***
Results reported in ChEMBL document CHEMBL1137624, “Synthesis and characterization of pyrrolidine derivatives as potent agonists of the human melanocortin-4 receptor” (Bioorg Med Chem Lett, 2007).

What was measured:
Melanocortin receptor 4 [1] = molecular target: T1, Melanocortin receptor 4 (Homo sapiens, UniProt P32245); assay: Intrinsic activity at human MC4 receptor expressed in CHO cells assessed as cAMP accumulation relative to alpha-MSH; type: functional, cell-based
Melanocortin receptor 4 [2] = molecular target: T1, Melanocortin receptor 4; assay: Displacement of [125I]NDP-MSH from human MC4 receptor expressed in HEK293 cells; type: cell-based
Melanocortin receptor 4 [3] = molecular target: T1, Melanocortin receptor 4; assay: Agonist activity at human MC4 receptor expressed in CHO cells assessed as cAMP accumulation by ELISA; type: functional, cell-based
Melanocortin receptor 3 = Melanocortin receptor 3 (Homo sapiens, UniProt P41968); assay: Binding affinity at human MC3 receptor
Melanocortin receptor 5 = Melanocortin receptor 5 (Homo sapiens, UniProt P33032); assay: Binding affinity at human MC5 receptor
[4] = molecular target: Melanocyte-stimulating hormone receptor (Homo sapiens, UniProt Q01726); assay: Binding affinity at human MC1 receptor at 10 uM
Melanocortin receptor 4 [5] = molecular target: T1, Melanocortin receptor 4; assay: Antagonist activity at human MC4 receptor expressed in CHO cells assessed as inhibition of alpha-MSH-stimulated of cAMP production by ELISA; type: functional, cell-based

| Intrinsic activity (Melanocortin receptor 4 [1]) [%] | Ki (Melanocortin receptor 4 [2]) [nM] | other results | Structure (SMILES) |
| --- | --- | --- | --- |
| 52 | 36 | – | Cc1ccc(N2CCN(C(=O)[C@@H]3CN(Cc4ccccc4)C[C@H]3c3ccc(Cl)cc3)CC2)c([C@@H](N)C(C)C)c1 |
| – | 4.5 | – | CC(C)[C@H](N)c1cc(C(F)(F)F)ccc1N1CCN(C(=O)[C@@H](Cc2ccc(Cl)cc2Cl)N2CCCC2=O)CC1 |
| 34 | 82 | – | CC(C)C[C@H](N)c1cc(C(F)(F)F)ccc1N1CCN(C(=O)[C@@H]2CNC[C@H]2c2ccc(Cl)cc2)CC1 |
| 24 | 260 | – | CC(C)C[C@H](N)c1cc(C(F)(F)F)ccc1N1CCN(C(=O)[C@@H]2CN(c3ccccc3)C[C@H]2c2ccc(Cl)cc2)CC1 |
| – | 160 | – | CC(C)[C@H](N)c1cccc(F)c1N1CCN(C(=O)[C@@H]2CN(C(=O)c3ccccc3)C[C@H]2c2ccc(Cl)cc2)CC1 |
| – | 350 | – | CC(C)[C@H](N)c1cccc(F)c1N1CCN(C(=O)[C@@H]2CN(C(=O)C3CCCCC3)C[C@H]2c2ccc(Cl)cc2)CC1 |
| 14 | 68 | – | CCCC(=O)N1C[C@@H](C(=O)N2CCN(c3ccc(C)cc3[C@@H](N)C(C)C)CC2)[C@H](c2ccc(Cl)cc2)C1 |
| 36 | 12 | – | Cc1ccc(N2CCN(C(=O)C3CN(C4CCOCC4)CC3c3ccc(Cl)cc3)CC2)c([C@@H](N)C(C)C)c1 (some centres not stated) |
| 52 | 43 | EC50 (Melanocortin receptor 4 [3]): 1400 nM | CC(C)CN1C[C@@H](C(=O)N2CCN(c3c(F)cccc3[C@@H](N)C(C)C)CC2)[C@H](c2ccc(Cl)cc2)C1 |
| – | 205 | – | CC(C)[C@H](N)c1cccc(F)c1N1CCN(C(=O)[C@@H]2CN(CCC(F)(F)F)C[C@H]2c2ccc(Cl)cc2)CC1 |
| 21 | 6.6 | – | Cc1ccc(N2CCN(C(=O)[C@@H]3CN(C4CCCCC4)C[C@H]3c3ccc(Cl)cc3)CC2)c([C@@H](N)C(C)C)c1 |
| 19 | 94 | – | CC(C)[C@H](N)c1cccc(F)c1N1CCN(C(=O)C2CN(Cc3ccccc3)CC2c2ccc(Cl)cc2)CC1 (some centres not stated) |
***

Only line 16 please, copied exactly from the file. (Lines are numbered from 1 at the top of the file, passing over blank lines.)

| – | 160 | – | CC(C)[C@H](N)c1cccc(F)c1N1CCN(C(=O)[C@@H]2CN(C(=O)c3ccccc3)C[C@H]2c2ccc(Cl)cc2)CC1 |